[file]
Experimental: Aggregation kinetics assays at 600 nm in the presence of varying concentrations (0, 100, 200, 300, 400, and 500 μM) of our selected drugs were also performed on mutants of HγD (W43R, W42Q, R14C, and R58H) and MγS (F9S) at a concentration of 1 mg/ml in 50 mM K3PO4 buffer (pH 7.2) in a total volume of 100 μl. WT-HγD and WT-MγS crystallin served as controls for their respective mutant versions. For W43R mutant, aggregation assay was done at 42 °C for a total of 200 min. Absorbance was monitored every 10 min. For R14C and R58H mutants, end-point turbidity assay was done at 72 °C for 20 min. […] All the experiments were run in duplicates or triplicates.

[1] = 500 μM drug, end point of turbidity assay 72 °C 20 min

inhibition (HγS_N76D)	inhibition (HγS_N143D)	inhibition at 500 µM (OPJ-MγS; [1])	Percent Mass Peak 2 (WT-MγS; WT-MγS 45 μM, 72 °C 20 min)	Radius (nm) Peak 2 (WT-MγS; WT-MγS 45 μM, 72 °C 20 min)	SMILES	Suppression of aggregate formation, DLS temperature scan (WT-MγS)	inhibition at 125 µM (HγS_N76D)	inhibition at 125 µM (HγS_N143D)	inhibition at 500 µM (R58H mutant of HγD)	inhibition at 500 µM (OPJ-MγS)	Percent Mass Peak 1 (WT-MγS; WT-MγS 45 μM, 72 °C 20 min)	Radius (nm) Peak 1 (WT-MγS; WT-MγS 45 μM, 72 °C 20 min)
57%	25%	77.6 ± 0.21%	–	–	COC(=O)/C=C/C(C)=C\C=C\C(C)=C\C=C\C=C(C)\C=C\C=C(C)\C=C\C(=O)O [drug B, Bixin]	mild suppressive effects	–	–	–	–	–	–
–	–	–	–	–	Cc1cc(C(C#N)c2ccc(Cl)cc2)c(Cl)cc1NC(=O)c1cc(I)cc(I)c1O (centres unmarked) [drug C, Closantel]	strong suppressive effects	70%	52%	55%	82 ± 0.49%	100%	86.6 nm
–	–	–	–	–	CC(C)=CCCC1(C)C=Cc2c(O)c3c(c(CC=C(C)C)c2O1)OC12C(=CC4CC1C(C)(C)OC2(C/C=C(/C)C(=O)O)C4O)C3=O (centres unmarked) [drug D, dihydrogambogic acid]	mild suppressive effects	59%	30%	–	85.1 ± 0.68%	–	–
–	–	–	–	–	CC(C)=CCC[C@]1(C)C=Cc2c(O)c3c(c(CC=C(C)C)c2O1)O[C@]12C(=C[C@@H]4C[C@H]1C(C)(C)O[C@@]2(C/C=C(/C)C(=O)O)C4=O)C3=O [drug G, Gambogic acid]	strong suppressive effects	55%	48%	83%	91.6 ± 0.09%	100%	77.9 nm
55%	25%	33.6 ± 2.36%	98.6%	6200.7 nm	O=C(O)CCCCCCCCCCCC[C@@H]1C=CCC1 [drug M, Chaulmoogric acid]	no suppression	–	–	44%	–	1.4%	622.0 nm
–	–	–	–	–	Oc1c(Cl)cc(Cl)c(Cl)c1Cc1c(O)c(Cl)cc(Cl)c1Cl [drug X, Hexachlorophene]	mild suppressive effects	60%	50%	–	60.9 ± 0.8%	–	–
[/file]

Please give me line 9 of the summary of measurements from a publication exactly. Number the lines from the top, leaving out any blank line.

–	–	–	–	–	Oc1c(Cl)cc(Cl)c(Cl)c1Cc1c(O)c(Cl)cc(Cl)c1Cl [drug X, Hexachlorophene]	mild suppressive effects	60%	50%	–	60.9 ± 0.8%	–	–